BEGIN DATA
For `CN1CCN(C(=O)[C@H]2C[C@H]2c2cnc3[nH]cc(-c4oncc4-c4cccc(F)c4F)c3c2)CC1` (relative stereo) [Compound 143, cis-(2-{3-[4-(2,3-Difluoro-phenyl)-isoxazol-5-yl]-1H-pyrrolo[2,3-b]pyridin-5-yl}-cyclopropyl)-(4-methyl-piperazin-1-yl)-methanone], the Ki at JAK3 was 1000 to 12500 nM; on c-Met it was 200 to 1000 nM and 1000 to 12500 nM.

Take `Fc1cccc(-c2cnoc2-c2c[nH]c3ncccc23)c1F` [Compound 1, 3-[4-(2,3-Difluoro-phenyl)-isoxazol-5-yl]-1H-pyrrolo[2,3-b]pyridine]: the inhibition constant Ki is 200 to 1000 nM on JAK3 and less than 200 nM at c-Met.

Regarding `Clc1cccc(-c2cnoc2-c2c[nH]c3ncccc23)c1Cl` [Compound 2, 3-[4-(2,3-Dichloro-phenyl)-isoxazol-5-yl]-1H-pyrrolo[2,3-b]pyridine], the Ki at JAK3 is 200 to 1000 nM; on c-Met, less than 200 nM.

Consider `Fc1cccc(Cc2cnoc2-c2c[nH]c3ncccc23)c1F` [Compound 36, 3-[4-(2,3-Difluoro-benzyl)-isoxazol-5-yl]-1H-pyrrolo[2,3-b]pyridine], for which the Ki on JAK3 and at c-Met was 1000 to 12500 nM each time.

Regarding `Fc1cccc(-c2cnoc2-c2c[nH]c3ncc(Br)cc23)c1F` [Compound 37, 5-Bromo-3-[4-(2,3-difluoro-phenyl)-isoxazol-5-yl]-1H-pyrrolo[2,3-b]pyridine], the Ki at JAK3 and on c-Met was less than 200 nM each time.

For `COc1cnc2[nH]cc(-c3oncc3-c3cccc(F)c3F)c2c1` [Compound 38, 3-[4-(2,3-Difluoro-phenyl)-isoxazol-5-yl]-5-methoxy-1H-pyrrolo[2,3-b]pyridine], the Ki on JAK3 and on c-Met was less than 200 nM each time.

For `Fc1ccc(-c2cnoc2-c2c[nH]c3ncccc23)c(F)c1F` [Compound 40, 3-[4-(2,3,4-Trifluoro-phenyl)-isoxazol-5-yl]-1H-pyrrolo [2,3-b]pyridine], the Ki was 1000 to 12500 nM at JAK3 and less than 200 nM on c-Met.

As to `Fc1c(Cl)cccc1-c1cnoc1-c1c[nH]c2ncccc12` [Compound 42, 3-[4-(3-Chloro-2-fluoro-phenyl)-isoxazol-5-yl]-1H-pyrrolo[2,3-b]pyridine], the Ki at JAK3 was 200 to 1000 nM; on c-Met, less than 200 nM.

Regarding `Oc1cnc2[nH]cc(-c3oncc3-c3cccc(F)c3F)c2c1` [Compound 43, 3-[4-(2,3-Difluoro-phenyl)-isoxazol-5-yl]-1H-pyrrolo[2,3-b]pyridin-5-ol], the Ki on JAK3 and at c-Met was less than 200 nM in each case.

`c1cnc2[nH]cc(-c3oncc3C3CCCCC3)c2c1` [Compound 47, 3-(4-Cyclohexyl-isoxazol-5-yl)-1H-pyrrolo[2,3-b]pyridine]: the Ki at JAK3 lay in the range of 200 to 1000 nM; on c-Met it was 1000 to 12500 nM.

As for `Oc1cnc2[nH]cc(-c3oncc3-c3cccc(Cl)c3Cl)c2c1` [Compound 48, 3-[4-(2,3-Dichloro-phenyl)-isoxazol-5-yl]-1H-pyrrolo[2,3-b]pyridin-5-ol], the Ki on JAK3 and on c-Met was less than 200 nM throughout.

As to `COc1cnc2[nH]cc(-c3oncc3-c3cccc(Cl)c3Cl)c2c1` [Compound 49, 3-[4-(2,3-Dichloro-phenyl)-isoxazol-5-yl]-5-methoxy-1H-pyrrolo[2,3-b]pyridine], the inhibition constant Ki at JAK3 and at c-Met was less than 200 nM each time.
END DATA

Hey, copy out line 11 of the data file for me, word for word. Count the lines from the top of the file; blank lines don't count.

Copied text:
As for `Oc1cnc2[nH]cc(-c3oncc3-c3cccc(Cl)c3Cl)c2c1` [Compound 48, 3-[4-(2,3-Dichloro-phenyl)-isoxazol-5-yl]-1H-pyrrolo[2,3-b]pyridin-5-ol], the Ki on JAK3 and on c-Met was less than 200 nM throughout.